ab shahr har :taraf se maidaan ho gayaa hai
phailaa thaa is :tara;h kaa kaahe ko yaa;N ;xaraabaa

1) now the city, in/from every direction, has become a plain/field
2) {why / for what} had this kind of ruin spread out here?



maidaan : 'An open field (without buildings); an extensive plain; a plain, field, lawn, area; a race-ground; any place for exercise or walking; a parade [ground]; a field of battle'. (Platts p.1104)


;xaraabah : 'Ruin, devastation, desolation; a waste, waste land'. (Platts p.488)

S. R. Faruqi:

This verse recalls Ghalib's letter in which, describing the destruction of Delhi, he has written that from the Red Fort to the Jama Masjid the whole city has become a maidaan . In Mir's verse, ;xaraabah (meaning 'desolation') is of course full of meaning. In the second line kaahe ko too has two meanings: one is, 'when was such a ruin spread out here formerly?'; and the second is, 'after all, what crime had this city committed, that such destruction was inflicted upon it?'. On both readings, the 'city' is not only the city of Delhi, or any city at all-- rather, it can represent the whole world. The whole world looks like a ruin. If instead of 'has become a plain' there were 'has become like a plain', or 'has become ruined', or some other such direct phrase, then the power of the line would have become much less.

Mir has used this theme in a much inferior style, elsewhere in the first divan [{491,1}]:

be-yaar shahr dil kaa viiraan ho rahaa hai
dikhlaa))ii de jahaa;N tak maidaan ho rahaa hai

[without the beloved, the city of the heart is becoming desolate
as far as it would be visible, it's becoming a plain/field]

Giving to the 'city' the explicit identification of the 'heart', he has washed his hands of generality, or rather of universality. In the second line the image of the 'plain/field' bestowed on the heart the level of a desert or wilderness, but because of the unnecessary phrase 'as far as it would be visible', the power of the line has become much less.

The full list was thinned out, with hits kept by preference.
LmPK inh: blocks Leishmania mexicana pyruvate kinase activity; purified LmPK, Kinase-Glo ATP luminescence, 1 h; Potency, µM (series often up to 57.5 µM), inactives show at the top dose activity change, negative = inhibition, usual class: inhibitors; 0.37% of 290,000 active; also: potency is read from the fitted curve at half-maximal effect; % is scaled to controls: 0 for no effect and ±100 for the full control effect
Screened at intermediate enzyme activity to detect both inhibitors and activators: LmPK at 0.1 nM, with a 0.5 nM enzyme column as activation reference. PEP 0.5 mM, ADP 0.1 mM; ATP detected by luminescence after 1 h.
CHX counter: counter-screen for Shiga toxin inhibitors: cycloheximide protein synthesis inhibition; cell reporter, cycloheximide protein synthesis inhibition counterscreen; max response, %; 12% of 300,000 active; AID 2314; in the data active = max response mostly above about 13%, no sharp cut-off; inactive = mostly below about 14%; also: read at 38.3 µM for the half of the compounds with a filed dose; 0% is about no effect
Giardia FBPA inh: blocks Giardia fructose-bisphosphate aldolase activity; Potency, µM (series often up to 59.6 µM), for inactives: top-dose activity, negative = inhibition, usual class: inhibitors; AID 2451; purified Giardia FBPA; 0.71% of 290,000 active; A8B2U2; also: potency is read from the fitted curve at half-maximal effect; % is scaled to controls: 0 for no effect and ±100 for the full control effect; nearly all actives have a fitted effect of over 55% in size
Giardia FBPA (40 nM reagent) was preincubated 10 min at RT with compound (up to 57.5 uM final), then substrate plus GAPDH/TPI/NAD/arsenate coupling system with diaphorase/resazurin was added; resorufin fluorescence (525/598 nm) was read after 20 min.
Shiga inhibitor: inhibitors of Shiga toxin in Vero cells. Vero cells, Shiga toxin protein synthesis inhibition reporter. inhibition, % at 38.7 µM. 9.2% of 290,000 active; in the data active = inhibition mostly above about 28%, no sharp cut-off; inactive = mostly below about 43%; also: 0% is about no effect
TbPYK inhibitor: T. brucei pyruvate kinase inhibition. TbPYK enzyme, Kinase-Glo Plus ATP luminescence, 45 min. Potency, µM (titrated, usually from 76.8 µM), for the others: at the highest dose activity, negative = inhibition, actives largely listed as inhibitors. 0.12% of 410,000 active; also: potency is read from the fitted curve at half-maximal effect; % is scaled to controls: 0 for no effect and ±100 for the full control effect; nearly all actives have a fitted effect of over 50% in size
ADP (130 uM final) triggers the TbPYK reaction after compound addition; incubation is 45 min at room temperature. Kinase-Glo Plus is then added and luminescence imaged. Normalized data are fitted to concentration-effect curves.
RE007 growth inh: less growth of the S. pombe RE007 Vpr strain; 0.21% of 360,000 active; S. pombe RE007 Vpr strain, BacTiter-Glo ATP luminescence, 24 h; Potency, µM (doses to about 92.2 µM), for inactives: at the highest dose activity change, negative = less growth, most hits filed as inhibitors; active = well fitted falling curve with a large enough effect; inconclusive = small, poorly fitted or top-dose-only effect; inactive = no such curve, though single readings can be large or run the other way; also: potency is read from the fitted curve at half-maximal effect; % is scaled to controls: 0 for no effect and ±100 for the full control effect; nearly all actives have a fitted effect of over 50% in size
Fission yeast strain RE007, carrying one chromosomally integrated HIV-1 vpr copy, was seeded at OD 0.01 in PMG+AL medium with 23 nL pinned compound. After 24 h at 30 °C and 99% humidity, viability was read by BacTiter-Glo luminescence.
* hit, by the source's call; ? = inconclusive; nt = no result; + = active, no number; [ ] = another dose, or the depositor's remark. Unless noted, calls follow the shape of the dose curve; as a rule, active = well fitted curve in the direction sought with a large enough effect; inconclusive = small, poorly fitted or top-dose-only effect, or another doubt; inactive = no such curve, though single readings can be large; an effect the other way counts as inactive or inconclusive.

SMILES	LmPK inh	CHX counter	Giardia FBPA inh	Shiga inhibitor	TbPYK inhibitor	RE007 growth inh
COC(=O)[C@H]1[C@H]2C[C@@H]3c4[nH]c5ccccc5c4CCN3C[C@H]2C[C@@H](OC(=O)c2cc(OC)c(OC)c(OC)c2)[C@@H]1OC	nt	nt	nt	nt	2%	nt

The word ;xaraabah he has used in the same framework very superficially, also in the first divan [{107,8}]:

ab ;xaraabah hu))aa jahaan-aabaad
varnah har ik qadam pah yaa;N ghar thaa

[now it has become a ruin, Jahanabad
otherwise, at every single footstep, here, there was a house]

In the present verse, the word phailaa , having come together with ;xaraabah , has become full of meaning. When a city grows, they call this its 'expansion' [phailnaa]. Here, ruin is expanding/spreading. That is, the city's ruinedness is expanding, and the city is steadily contracting. The picture that forms is that in all four directions, for a very long distance, there's an uninhabited plain, or ruins and rubble, and in the midst of it is located a single small city, and every day it more or less keeps contracting further, and the plain and the ruins advance. He's composed an unusual verse.

[See also {1230,5}.]



What works against any direct reference to the vicissitudes of Delhi in particular is the idea of ruinedness as 'having spread in every direction'. As SRF observes, this is normally how cities grow. If it's applied to the decline or decay of a city, it doesn't suggest a sudden violent attack from an external army, such as Delhi repeatedly experienced during Mir's lifetime. On the contrary, in fact: it sounds gradual and organic. The city seems to have suffered from a blight of some kind. Thus the question in the second line: what had been going on here? 'This kind of ruinedness' is what elicits the speaker's question; it clearly wasn't any normal kind of ruinedness, but something quite unusual.

A plain, by definition, is 'an open field (without buildings)'; it's a large clear area suitable for games, or battles, or strolling around. Somehow the city had been becoming not even a ruin, but rather a natural blank space, as though it had never existed. And the insha'iyah second line, which leaves us with a lingering, unanswerable question, is far more effective, as SRF notes, than any flat, explicit equation of city and heart.

SRF says that the process of ruination is still happening-- 'every day' the ruins are expanding, and the city is contracting. But the grammar of the verse puts the action entirely in the past. According to the first line, there's not even any city left at all-- there's just a level plain or field. The speaker is wondering about the nature of a process that's now utterly, irretrievably complete.

Just for nostalgia, here's an evocative view of the extensive ruins to the south of Delhi, from Robert Montgomery Martin, 'The Indian Empire', vol. 3, c.1860: